The Neuroscientist Who Lost Her Mind

The Neuroscientist Who Lost Her Mind

Author: Barbara K. Lipska

Synopsis

This book is about the bizarre manifestations of a mind that has lost its bearing. It is not just a tale of outlandish thoughts and weird behaviours; it is also an exploration of what happens in a brain that has gone berserk and is running amok. The author meticulously chronicles her step-by-step descent into madness, depicting a rapid evolution of very strange symptoms, all the while completely oblivious of reality. Her post-recovery reflection of her season of paranoid delusions forms the main theme of the book. As a neuroscientist, proficient in the intricate workings of the brain, she was able to discern her mental disintegration in terms of what really went wrong with her brain wiring.

By Otis Historical Archives of “National Museum of Health & Medicine” (OTIS Archive 1) – https://www.flickr.com/photos/medicalmuseum/5616638691/in/photostream/, CC BY 2.0, Link

The backbone of the book is the author’s battle with melanoma, ‘the rarest but most dangerous form of skin cancer’. This had spread to her brain, a metastases the author recognised as ‘almost invariably terminal‘ (page 40). She faced a bleak future against such overwhelming odds, at one stage harbouring 18 tumours and likening her brain to ‘a lump of raise-bread dough’ (page 110). Her narrative was therefore very heart-wrenching, full of dashed hopes and recurrent setbacks. It was however also an inspiring account of the determination to survive, even when things appeared bleak and hopeless. The author’s remarkable philosophical outlook was imprinted on almost every page, such as when she said ‘my passion to stay alive and my readiness to die are intermingled’ (page 173).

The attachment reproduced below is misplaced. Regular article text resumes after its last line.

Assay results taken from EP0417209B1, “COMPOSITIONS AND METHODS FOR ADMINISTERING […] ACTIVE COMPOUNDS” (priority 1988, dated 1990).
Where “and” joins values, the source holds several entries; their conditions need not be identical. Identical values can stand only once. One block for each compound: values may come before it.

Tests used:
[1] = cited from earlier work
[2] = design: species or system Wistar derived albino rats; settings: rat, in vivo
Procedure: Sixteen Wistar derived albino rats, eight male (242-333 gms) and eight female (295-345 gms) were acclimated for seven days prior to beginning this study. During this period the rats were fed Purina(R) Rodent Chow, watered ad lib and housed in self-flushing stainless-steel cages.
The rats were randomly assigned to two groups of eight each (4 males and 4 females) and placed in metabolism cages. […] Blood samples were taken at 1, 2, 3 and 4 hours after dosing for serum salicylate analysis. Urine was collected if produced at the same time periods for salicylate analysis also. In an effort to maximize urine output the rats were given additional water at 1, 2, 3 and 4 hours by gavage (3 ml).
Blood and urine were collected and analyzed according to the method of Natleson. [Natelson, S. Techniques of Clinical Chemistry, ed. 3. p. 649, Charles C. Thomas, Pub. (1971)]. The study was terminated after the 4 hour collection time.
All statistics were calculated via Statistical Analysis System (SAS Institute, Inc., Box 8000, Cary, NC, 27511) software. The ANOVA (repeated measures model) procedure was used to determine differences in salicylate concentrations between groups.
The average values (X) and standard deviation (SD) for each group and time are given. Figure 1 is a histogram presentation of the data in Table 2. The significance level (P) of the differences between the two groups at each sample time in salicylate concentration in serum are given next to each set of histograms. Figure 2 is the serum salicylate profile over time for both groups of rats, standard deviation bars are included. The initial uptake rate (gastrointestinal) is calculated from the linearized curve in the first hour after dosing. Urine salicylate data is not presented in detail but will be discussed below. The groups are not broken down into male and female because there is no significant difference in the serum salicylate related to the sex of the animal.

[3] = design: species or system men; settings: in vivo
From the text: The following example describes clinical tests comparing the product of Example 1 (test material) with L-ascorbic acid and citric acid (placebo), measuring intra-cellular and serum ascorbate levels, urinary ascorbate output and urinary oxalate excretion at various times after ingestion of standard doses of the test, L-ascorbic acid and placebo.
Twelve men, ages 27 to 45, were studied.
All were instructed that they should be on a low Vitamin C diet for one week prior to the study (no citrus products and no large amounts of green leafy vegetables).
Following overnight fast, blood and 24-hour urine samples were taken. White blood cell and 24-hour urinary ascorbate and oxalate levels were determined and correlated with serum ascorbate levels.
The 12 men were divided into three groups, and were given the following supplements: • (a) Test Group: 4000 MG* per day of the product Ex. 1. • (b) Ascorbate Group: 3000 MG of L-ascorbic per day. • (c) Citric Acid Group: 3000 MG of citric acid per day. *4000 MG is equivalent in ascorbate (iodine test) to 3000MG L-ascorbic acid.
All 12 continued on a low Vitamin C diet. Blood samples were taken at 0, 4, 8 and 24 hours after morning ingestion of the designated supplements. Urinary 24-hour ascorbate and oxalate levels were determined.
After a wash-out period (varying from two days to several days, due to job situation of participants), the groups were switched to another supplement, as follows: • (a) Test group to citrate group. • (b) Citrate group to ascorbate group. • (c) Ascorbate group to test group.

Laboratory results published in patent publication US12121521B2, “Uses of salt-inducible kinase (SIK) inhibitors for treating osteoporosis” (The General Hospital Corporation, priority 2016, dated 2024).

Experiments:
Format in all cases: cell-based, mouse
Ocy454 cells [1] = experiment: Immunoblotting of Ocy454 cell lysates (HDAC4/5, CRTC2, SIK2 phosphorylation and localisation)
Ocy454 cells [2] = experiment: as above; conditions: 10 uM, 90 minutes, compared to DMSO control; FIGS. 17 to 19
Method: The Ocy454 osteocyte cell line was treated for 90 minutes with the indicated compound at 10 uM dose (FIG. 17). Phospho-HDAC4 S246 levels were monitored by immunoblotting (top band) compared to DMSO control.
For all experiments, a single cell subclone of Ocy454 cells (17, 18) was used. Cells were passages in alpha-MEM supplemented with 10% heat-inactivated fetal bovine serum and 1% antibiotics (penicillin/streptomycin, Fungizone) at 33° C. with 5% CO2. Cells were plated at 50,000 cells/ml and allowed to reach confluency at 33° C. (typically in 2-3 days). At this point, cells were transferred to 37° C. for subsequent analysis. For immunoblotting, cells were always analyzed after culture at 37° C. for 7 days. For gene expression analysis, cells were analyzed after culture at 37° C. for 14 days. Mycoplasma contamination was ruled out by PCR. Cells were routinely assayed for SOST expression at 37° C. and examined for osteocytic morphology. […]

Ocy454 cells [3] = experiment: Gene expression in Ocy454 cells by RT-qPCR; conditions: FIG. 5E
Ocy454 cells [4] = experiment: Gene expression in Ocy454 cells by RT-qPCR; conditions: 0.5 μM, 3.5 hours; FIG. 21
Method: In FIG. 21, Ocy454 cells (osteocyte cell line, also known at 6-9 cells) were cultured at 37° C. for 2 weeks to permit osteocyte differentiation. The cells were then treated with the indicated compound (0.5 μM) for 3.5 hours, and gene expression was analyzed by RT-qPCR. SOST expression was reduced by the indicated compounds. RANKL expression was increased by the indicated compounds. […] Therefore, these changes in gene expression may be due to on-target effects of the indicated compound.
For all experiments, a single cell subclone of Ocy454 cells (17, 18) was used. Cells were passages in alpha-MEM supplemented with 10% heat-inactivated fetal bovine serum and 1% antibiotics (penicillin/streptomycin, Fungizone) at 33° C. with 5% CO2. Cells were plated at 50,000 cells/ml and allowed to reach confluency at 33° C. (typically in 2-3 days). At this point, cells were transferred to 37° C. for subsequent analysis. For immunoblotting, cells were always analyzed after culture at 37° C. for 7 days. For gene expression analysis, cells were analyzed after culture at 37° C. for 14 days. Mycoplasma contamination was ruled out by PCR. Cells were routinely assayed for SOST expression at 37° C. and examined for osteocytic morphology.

https://commons.wikimedia.org/w/index.php?curid=24053016

The most striking feature of the book is the author’s clear and detailed illness narrative. The first inkling anything was amiss was when she got lost whilst jogging in the neighbourhood she had lived in for twenty years. She said ‘I want to get home but I have no idea where it is’ (page ix). She graphically depicted her harrowing ‘descent into mental illness‘, characterising her behaviour then as callous and obsessive. She described becoming ‘the worst version of myself: selfish and unconcerned about other people’s feelings…an angry, overly critical version of myself…increasingly suspicious of my family and my colleagues at work’ (pages xiii and 81-85). Her prose was similarly striking when she recounted the side effects of her treatment, for example describing how steroids made her feel ‘like a superhero with limitless powers, a wild woman on stimulants-driven, driven, driven‘ (page 44). What was really worrying was her impoverished insight, unaware that her behaviour was abnormal, saying ‘even as my mind was deteriorating, I couldn’t see that I was slipping into mental illness‘ (page xvii). 

Mental illness-Anxiety-Depressed. https://pixabay.com/vectors/mental-illness-anxiety-depressed-4305755/

As a neuroscientist, the author was eminently placed to conceptualise her symptoms in terms of brain anatomy. She recognised, for example, that her obsessional eating was ‘a classic sign of frontal lobe problems’, adding that ‘without a functional frontal lobe, my brain is a horse galloping dangerously after the rider has lost the reins‘ (page 89 and 109). She also noted that the ‘inability to recognize my own impairment is often observed in people with mental disorders’, pointing out that ‘50% of people with schizophrenia and 40% with bipolar disorder cannot understand that they are sick’ (pages 80-81). She also identified her dyscalculia, or inability to calculate, as a sign of lesions in the parietal lobe (page 118). Her neuroscience background also enabled her to recognise that the symptoms she experienced were not unique, as they occur in many other brain disorders. For example, she appreciated that her disinhibition was similar to the impaired judgement that occurs in frontotemporal dementia, and that her compromised visuospatial memory was identical to the impaired recognition that typifies developmental topographical disorientation (pages 83 and 95).